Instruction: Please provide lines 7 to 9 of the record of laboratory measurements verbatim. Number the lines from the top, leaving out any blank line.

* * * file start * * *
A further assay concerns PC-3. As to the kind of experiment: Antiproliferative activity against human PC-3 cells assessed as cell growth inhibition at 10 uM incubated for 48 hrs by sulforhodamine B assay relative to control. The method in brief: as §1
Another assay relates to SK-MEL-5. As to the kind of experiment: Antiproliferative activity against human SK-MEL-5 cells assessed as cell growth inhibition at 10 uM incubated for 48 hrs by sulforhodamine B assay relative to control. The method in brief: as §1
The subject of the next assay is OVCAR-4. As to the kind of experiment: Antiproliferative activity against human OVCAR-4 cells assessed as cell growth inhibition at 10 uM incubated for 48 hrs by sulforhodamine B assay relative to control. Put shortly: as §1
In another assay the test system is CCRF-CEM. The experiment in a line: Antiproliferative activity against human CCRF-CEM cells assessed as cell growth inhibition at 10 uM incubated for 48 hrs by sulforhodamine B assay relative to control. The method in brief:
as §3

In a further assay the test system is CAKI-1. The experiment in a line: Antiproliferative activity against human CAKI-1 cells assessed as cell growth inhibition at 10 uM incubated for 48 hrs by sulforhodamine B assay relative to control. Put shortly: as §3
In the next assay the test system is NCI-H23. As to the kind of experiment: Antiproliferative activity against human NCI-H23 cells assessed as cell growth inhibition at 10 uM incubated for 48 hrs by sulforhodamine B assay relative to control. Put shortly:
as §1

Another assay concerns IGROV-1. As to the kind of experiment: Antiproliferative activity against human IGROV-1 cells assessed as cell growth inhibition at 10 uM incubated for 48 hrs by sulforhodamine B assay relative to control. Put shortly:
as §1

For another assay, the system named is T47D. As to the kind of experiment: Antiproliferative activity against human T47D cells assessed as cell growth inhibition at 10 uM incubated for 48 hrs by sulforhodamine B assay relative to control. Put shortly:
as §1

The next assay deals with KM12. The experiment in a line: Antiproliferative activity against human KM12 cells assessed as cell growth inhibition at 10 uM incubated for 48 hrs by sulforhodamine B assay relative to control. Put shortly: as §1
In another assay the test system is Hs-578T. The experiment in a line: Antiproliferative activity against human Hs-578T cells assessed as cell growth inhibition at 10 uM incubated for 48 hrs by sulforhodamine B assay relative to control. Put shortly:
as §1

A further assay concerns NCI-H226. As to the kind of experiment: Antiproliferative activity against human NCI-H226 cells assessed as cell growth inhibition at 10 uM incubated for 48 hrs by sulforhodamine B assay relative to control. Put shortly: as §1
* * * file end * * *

In the next assay the test system is NCI-H23. As to the kind of experiment: Antiproliferative activity against human NCI-H23 cells assessed as cell growth inhibition at 10 uM incubated for 48 hrs by sulforhodamine B assay relative to control. Put shortly:
as §1

Another assay concerns IGROV-1. As to the kind of experiment: Antiproliferative activity against human IGROV-1 cells assessed as cell growth inhibition at 10 uM incubated for 48 hrs by sulforhodamine B assay relative to control. Put shortly: